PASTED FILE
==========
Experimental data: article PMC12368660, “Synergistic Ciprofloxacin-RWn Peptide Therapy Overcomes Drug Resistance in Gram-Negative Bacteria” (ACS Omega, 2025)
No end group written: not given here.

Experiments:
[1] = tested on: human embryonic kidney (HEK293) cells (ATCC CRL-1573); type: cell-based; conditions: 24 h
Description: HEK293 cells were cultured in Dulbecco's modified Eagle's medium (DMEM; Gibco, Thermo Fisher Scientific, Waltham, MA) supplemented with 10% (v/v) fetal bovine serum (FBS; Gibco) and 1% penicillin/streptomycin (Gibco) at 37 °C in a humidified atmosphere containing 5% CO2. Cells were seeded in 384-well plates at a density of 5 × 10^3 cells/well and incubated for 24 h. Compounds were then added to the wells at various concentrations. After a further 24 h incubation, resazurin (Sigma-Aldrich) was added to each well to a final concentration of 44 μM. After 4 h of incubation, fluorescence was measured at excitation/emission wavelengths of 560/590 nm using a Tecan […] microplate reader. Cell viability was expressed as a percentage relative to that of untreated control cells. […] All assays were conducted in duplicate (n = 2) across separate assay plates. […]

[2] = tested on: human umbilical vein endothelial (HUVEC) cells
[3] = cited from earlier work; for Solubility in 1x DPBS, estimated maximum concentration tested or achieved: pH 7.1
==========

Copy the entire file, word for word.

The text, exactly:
Experimental data: article PMC12368660, “Synergistic Ciprofloxacin-RWn Peptide Therapy Overcomes Drug Resistance in Gram-Negative Bacteria” (ACS Omega, 2025)
No end group written: not given here.

Experiments:
[1] = tested on: human embryonic kidney (HEK293) cells (ATCC CRL-1573); type: cell-based; conditions: 24 h
Description: HEK293 cells were cultured in Dulbecco's modified Eagle's medium (DMEM; Gibco, Thermo Fisher Scientific, Waltham, MA) supplemented with 10% (v/v) fetal bovine serum (FBS; Gibco) and 1% penicillin/streptomycin (Gibco) at 37 °C in a humidified atmosphere containing 5% CO2. Cells were seeded in 384-well plates at a density of 5 × 10^3 cells/well and incubated for 24 h. Compounds were then added to the wells at various concentrations. After a further 24 h incubation, resazurin (Sigma-Aldrich) was added to each well to a final concentration of 44 μM. After 4 h of incubation, fluorescence was measured at excitation/emission wavelengths of 560/590 nm using a Tecan […] microplate reader. Cell viability was expressed as a percentage relative to that of untreated control cells. […] All assays were conducted in duplicate (n = 2) across separate assay plates. […]

[2] = tested on: human umbilical vein endothelial (HUVEC) cells
[3] = cited from earlier work; for Solubility in 1x DPBS, estimated maximum concentration tested or achieved: pH 7.1